Common Sense Review
Updated March 2014


Cell-builder light on play, heavy on facts
Common Sense Rating 2
  • Start off with a cell wall to unlock the second part of the cell.
  • Some organelles are complex enough to warrant their own building process.
  • Bacterial cells make an appearance, with their unique structures.
  • Complete the animal cell with the addition of lysosomes, and see a working cell in action.
Tons of well-presented information covering different types of cells.
A lack of playfulness leaves students wondering whether they're playing or merely walking through a lesson.
Bottom Line
As far as games go, Build-a-Cell won't wow, but for self-motivated students looking to dig into cell structure, it provides some sound interactive exploration.
Jenny Bristol
Common Sense Reviewer
Homeschooling parent/instructor
Common Sense Rating 2
Engagement Is the product stimulating, entertaining, and engrossing? Will kids want to return? 2

While very detailed and full of facts, Build-a-Cell leaves little to the imagination. It's not necessarily going to grab most students, but for some it can yield great knowledge gain.

Pedagogy Is learning content seamlessly baked-in, and do kids build conceptual understanding? Is the product adaptable and empowering? Will skills transfer? 3

The interface is nicely designed, and there's plenty of deep information about cells, but too little context and learning design. Some students will see it as little more than a point-and-click dictionary.

Support Does the product take into account learners of varying abilities, skill levels, and learning styles? Does it address both struggling and advanced students? 2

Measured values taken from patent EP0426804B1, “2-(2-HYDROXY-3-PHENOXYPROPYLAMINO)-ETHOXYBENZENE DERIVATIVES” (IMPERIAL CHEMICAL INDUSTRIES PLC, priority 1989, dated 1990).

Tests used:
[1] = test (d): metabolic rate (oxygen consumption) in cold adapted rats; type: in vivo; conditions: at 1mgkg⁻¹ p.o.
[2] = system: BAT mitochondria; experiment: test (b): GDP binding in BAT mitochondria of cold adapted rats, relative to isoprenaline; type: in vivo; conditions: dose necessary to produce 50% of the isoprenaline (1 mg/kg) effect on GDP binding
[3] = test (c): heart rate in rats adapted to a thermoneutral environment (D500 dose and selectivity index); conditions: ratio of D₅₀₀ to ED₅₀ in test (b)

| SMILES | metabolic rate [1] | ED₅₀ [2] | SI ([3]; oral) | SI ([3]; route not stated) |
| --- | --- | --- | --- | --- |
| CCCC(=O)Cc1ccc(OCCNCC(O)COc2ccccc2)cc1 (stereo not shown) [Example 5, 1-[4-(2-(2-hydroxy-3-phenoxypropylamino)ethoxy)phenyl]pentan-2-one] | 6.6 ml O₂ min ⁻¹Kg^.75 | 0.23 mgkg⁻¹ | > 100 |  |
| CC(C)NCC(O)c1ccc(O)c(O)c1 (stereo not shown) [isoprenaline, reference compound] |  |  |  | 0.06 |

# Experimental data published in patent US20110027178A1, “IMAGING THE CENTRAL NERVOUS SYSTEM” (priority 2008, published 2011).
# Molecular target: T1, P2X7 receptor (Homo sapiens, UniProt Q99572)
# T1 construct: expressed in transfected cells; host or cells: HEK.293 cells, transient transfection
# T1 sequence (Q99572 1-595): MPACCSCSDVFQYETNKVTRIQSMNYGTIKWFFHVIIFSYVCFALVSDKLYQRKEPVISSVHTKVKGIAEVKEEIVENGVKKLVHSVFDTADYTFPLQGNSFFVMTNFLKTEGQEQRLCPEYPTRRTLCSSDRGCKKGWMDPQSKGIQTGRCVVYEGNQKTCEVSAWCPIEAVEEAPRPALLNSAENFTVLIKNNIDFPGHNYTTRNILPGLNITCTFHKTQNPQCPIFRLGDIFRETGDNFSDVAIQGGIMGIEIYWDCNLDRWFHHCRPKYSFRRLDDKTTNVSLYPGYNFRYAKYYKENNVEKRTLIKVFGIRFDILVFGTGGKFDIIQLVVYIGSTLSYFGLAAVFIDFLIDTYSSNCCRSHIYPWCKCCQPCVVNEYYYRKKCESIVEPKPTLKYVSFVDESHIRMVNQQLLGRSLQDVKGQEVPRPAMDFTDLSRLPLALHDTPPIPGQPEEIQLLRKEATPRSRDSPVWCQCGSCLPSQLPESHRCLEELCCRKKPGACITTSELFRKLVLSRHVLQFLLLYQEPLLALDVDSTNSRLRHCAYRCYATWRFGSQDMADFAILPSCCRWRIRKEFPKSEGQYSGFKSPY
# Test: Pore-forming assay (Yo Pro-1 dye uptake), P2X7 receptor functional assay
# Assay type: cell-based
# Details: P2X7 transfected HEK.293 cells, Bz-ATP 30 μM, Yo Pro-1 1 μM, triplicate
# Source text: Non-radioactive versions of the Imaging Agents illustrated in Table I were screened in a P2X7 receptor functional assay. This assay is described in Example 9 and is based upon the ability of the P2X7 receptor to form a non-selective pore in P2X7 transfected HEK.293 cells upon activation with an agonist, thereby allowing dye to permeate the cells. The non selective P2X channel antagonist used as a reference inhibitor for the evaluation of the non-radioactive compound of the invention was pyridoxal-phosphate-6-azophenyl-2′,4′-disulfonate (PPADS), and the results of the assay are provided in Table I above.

Like a self-guided tour of different kinds of cells, there's good information but not much help getting through it. There's also a lack of audio, and a marginally helpful "help" overlay.

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How Can Teachers Use It?

Teachers can assign outside worksheets or other structured resources for students to complete as they build each cell, and to make sure students are extending and applying their learning. Avoid timing students, as this will encourage them to click through the exercise without absorbing the information. Teachers can also use Build-a-Cell as a part of larger science lessons contained on the Spongelab website. To extend learning, get students to use basic crafting and building materials (or maybe even digital platforms like Minecraft) to create a model of a cell.

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What's It Like?

Build-a-Cell bills itself as a game, but don't expect anything flashy. It's more of a click and drag interactive app that shows students the inner components of a variety of cells, including plants, animals, fungi, and bacteria. Students drag each portion of the cell into the main part of the screen and see information pertaining to each organelle added. Some cell parts must also be built before they can be added, providing extra detail.

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Is It Good For Learning?

There's no question that Build-a-Cell has tons of information to offer students; the issue is that it's only a small step above a textbook, offering very little in the way of gameplay. Lacking this game-based incentive, Build-a-Cell risks falling prey to the very thing games are often built to combat -- disengagement. However, self-motivated students will find enough interesting information to satisfy most assignments and curricula about cells. In this way, Build-a-Cell is one of those activities that should be used very thoughtfully. If students' expectations are tempered, or if it's only used with students already bitten by the biology bug, it can offer a nice change of pace to research and textbook study.

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See how teachers are using Build-a-Cell

Lesson Plans